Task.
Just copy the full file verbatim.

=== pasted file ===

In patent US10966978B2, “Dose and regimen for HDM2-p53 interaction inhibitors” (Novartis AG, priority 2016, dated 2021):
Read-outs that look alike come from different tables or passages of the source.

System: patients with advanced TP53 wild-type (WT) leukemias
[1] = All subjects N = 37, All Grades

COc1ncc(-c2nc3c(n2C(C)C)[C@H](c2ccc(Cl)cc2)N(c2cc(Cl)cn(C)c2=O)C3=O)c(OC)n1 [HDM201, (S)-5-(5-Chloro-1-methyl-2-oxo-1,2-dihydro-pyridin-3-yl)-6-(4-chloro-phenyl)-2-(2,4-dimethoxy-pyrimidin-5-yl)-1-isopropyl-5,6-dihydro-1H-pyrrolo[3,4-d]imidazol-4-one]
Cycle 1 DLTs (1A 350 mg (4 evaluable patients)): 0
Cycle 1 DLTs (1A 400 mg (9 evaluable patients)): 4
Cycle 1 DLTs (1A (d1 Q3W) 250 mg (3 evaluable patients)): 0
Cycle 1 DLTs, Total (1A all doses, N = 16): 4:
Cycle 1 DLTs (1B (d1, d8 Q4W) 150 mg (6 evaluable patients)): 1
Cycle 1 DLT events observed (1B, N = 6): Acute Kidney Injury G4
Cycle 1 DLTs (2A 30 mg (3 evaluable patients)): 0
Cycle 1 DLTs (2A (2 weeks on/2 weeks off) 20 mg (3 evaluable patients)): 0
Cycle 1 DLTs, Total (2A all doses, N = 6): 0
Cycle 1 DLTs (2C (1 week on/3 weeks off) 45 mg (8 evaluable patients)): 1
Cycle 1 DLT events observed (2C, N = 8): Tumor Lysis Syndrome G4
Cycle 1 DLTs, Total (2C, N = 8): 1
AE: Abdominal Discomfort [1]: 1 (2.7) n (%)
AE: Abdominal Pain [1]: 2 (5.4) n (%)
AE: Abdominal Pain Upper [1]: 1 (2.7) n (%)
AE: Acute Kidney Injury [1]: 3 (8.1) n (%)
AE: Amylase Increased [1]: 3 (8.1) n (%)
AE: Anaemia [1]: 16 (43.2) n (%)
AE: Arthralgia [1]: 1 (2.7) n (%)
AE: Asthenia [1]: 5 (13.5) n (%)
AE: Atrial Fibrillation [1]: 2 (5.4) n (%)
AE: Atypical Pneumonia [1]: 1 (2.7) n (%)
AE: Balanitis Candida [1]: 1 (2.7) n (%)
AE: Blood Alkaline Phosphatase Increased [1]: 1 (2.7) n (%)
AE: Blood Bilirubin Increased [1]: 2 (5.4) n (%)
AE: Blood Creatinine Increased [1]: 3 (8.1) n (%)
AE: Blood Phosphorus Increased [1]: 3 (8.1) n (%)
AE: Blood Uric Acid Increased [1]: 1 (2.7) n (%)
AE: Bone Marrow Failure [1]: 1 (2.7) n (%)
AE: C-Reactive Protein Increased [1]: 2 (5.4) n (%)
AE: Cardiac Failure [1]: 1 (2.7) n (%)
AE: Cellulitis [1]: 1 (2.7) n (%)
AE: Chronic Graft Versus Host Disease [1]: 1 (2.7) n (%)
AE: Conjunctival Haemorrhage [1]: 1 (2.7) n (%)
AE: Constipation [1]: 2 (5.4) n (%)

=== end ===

In patent US10966978B2, “Dose and regimen for HDM2-p53 interaction inhibitors” (Novartis AG, priority 2016, dated 2021):
Read-outs that look alike come from different tables or passages of the source.

System: patients with advanced TP53 wild-type (WT) leukemias
[1] = All subjects N = 37, All Grades

COc1ncc(-c2nc3c(n2C(C)C)[C@H](c2ccc(Cl)cc2)N(c2cc(Cl)cn(C)c2=O)C3=O)c(OC)n1 [HDM201, (S)-5-(5-Chloro-1-methyl-2-oxo-1,2-dihydro-pyridin-3-yl)-6-(4-chloro-phenyl)-2-(2,4-dimethoxy-pyrimidin-5-yl)-1-isopropyl-5,6-dihydro-1H-pyrrolo[3,4-d]imidazol-4-one]
Cycle 1 DLTs (1A 350 mg (4 evaluable patients)): 0
Cycle 1 DLTs (1A 400 mg (9 evaluable patients)): 4
Cycle 1 DLTs (1A (d1 Q3W) 250 mg (3 evaluable patients)): 0
Cycle 1 DLTs, Total (1A all doses, N = 16): 4:
Cycle 1 DLTs (1B (d1, d8 Q4W) 150 mg (6 evaluable patients)): 1
Cycle 1 DLT events observed (1B, N = 6): Acute Kidney Injury G4
Cycle 1 DLTs (2A 30 mg (3 evaluable patients)): 0
Cycle 1 DLTs (2A (2 weeks on/2 weeks off) 20 mg (3 evaluable patients)): 0
Cycle 1 DLTs, Total (2A all doses, N = 6): 0
Cycle 1 DLTs (2C (1 week on/3 weeks off) 45 mg (8 evaluable patients)): 1
Cycle 1 DLT events observed (2C, N = 8): Tumor Lysis Syndrome G4
Cycle 1 DLTs, Total (2C, N = 8): 1
AE: Abdominal Discomfort [1]: 1 (2.7) n (%)
AE: Abdominal Pain [1]: 2 (5.4) n (%)
AE: Abdominal Pain Upper [1]: 1 (2.7) n (%)
AE: Acute Kidney Injury [1]: 3 (8.1) n (%)
AE: Amylase Increased [1]: 3 (8.1) n (%)
AE: Anaemia [1]: 16 (43.2) n (%)
AE: Arthralgia [1]: 1 (2.7) n (%)
AE: Asthenia [1]: 5 (13.5) n (%)
AE: Atrial Fibrillation [1]: 2 (5.4) n (%)
AE: Atypical Pneumonia [1]: 1 (2.7) n (%)
AE: Balanitis Candida [1]: 1 (2.7) n (%)
AE: Blood Alkaline Phosphatase Increased [1]: 1 (2.7) n (%)
AE: Blood Bilirubin Increased [1]: 2 (5.4) n (%)
AE: Blood Creatinine Increased [1]: 3 (8.1) n (%)
AE: Blood Phosphorus Increased [1]: 3 (8.1) n (%)
AE: Blood Uric Acid Increased [1]: 1 (2.7) n (%)
AE: Bone Marrow Failure [1]: 1 (2.7) n (%)
AE: C-Reactive Protein Increased [1]: 2 (5.4) n (%)
AE: Cardiac Failure [1]: 1 (2.7) n (%)
AE: Cellulitis [1]: 1 (2.7) n (%)
AE: Chronic Graft Versus Host Disease [1]: 1 (2.7) n (%)
AE: Conjunctival Haemorrhage [1]: 1 (2.7) n (%)
AE: Constipation [1]: 2 (5.4) n (%)